New Housing Development Generating Excitement In Springfield
In 1914, real estate developer Harry Kissell used a rousing speech and the city’s growing population to have Springfield, Ohio named America’s Best 60,000 City.
In the years that followed, Springfield kept growing. By 1970, the city’s population had grown to 80,000 people.
But in the past few decades, Springfield has been losing its population. Today, the city’s home to around 60,000 – the same number of people as in 1914.
Today, Harry Kissell’s grandson is a developer in Springfield. And he says a construction project now underway holds promise for the city’s resurgence.
PETE NOONAN: My name is Peter Noonan, N-o-o-n-a-n, like morning noon and night, but call me Pete.
TOM STAFFORD: Pete Noonan is an affable man, and the founder of Springfield’s Midland Properties. He’s been a community leader for decades, and he sizes up his city’s most fundamental challenge this way.
PETE NOONAN: Springfield is built to have 80,000 or so residents. It has infrastructure for that. It has sewer and water and police and fire. But we only have 60,000 people paying the bill. That puts a tremendous strain on our city fathers try to keep the services and the infrastructure going.
TOM STAFFORD: As in most rust-belt cities, leaders have called for jobs, jobs and more jobs. And they’ve been coming, thanks to those efforts. But Noonan doesn’t think that’s enough.
PETE NOONAN: It seems to me the more critical issue is people living in Springfield So, people are coming in from outside to work. But if they don't live here, we aren't getting the benefit of their being here all the time.
TOM STAFFORD: That’s why a new housing development on the city’s East Side has Noonan excited. Called the Bridgewater, the project’s goal is to build 231 single-family homes in two phases of construction -- the first now wrapping up.
PETE NOONAN: We need and have not had for a long time development of that size of new residential. Unfortunately, we don't have developers here who have the expertise, the wherewithal and the background.
PETE NOONAN: The point is that if this project goes well, other developers of the same size and ilk will begin to look at Springfield and say, “Ah, there's a market for us there.” And we'll be able to expand our housing stock, which we desperately need to do.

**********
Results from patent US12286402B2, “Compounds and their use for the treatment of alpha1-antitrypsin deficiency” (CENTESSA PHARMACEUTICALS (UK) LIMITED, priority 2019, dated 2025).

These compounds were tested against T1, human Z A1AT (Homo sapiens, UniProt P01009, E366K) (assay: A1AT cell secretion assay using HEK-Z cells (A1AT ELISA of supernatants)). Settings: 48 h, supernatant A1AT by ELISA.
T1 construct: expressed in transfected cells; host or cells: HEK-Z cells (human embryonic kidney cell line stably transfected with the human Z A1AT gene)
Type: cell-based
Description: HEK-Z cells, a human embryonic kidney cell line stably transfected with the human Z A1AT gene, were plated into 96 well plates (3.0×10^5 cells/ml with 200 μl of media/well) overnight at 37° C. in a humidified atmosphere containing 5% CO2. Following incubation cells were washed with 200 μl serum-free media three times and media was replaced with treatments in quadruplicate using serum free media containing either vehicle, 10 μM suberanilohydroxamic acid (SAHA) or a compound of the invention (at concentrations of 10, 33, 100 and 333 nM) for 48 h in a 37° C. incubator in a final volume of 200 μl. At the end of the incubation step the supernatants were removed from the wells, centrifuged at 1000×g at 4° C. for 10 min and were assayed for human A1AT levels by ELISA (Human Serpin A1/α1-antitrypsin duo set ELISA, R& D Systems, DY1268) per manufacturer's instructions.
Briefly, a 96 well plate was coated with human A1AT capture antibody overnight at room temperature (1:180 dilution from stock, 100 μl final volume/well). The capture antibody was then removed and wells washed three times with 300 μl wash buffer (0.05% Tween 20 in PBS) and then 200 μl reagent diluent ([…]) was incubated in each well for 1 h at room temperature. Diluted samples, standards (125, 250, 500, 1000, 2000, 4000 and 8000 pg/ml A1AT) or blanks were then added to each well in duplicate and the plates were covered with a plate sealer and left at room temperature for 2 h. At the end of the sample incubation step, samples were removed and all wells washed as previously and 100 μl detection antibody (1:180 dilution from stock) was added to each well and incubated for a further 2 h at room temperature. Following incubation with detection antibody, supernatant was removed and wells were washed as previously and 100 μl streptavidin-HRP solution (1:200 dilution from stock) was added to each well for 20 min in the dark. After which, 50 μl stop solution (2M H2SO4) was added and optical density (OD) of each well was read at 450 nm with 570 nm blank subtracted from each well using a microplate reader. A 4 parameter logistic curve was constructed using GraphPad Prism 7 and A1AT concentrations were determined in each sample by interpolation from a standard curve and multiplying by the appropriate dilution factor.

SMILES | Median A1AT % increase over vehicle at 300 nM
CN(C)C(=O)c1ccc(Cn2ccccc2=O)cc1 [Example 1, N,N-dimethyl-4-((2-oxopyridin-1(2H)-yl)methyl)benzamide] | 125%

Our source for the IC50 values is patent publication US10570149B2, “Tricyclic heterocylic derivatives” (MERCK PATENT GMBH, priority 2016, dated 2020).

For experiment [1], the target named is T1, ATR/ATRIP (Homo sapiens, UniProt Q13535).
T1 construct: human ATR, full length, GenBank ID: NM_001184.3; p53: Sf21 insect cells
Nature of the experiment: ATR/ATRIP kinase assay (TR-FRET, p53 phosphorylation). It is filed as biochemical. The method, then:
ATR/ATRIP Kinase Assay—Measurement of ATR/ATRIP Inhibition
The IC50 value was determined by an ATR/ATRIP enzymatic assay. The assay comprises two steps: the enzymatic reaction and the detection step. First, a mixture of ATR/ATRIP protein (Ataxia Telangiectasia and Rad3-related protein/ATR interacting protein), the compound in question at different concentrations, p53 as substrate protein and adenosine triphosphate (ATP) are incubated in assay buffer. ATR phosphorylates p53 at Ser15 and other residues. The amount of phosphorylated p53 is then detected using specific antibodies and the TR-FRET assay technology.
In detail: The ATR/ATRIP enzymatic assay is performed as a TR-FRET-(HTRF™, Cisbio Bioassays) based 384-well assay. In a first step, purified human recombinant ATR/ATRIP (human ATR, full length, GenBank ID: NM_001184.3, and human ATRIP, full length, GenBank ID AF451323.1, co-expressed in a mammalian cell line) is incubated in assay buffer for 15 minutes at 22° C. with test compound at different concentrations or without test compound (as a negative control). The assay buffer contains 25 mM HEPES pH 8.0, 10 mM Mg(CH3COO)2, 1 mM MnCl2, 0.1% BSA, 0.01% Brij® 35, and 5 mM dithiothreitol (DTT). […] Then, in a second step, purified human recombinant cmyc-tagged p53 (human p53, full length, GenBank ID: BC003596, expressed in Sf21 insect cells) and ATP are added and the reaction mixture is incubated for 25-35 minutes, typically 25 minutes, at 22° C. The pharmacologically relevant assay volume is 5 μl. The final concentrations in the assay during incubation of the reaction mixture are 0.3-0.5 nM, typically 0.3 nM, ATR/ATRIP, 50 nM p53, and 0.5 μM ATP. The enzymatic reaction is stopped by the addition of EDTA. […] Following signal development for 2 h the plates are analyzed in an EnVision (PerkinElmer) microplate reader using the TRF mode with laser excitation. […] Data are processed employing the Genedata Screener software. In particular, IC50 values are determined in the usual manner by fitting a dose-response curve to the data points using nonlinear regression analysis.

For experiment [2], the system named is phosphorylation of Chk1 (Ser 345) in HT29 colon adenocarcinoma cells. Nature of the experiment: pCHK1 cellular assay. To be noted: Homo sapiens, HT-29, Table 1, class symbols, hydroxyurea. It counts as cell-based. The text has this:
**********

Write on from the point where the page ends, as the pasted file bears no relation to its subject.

TOM STAFFORD: And what does he see happening if the city is able to start regaining its lost population?
PETE NOONAN: First of all, it would give a further impetus to the redevelopment of the downtown.
TOM STAFFORD: More important, Noonan says, it could help to build a Springfield that’s a better place to live.
PETE NOONAN: We have a green belt that runs all the way from the west boundary to the east boundary where it then borders with a state park. That is a wonderful asset for people who are looking to live here. And we have to develop that.
TOM STAFFORD: But developing it will require money from city coffers.
PETE NOONAN: And those are the kind of dollars they don't have until you get to a certain threshold of numbers.
TOM STAFFORD: The revenue brought by added population could also improve city services -- and build on the optimism created by recent downtown development.
PETE NOONAN: We’ve done great things without a whole heck of a lot of bucks from government. But if we could spread that burden back a little bit, it would be a great boon for this community. We would be able to become what we want to be and what we can be. That’s why I’m so excited about this project.
TOM STAFFORD: It’s the kind of optimism Harry Kissell brought to America’s Best 60,000 City morning, noon and night. Reporting from Springfield for WYSO news, I’m Tom Stafford.